Against Gravity

Margaret Andrews

Augustus in the Subura: The Monumental and Mundane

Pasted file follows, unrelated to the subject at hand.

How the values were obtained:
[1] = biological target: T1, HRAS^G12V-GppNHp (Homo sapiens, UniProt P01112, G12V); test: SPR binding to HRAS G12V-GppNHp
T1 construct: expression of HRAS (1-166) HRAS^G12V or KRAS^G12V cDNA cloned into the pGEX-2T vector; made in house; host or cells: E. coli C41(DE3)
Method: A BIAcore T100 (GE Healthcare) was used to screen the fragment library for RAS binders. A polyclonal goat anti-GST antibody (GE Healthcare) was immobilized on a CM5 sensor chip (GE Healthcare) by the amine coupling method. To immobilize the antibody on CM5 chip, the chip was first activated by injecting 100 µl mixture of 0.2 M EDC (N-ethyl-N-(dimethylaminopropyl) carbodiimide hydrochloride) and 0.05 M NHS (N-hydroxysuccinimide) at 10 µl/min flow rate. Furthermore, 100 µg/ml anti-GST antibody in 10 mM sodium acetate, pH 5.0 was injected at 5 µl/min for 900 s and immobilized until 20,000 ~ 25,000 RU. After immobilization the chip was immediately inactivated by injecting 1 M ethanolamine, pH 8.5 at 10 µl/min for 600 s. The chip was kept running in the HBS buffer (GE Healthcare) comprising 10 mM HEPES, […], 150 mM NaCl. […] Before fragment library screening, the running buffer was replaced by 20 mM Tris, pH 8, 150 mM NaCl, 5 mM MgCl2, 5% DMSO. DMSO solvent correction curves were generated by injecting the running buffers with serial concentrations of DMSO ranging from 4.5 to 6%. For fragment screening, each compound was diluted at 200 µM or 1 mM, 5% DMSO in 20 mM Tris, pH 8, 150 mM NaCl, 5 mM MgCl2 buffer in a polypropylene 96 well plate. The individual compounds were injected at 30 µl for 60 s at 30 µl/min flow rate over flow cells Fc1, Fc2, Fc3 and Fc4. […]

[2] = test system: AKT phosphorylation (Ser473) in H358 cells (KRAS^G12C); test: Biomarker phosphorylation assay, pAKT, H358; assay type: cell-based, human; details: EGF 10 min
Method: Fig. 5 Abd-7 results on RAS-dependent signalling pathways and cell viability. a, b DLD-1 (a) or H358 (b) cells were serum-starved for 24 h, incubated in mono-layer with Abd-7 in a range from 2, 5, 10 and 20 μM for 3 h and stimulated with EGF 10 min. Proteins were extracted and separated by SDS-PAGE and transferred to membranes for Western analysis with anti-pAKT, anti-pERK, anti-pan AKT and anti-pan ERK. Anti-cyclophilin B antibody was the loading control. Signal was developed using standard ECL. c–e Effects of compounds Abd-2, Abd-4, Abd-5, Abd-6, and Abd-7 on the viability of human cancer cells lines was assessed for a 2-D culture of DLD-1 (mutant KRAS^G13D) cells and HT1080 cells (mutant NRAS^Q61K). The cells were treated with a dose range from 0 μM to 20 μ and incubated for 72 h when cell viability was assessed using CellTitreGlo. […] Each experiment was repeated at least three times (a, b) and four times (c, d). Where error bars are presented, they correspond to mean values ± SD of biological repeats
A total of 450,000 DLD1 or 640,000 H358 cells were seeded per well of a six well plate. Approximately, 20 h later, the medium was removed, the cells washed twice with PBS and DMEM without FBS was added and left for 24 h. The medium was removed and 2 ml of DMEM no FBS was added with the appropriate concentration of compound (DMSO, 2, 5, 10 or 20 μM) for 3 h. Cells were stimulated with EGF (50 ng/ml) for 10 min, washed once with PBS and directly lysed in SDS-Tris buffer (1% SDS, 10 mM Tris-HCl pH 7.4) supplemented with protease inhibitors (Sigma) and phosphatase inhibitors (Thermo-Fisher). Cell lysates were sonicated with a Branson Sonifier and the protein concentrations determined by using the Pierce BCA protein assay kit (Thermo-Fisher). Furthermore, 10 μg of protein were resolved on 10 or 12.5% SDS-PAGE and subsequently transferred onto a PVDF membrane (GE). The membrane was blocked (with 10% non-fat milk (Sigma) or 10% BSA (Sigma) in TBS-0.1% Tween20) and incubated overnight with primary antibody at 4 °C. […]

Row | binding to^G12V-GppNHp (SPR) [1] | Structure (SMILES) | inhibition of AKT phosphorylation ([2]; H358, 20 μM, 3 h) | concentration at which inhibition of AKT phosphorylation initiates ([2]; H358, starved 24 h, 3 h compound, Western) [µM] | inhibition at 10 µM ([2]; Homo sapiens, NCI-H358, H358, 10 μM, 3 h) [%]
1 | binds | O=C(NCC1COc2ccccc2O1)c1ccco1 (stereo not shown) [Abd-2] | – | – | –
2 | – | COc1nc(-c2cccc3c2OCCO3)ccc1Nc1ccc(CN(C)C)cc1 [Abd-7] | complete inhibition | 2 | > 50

Augustus’ monumental building program and urban reforms in Rome are well known. In addition to reorganizing the city into fourteen regions, Augustus devoted special attention to the Campus Martius, the Palatine, and the Argiletum, which were all significantly transformed into monumental areas by the end of his rule. At the local level, particular scholarly attention has been paid the small neighborhood compital shrines, which Augustus restored and united to create a city-wide network of cults dedicated to the Lares Compitales and the imperial Genius. This paper will explore Augustus’ building program within a single region, the upper Subura, in order to demonstrate the variety of ways—from the monumental to the mundane—in which Augustus interacted with an often overlooked area of the city. From 15 to 10 B.C.E., Augustus built or restored at least four structures within a 250 m radius in the upper Subura. The diversity of the projects provides unique evidence for the full scope of Augustus’ urban interventions, including local cult restorations beyond compital shrines, which are rarely considered in Augustus’ urban or religious reforms. In focusing on the diversity of his projects in one region alone instead of a single aspect of his building program throughout the city, the sensitivity to distinct local topographical and religious traditions that Augustus’s new building projects and restorations exercised in residential areas becomes much clearer.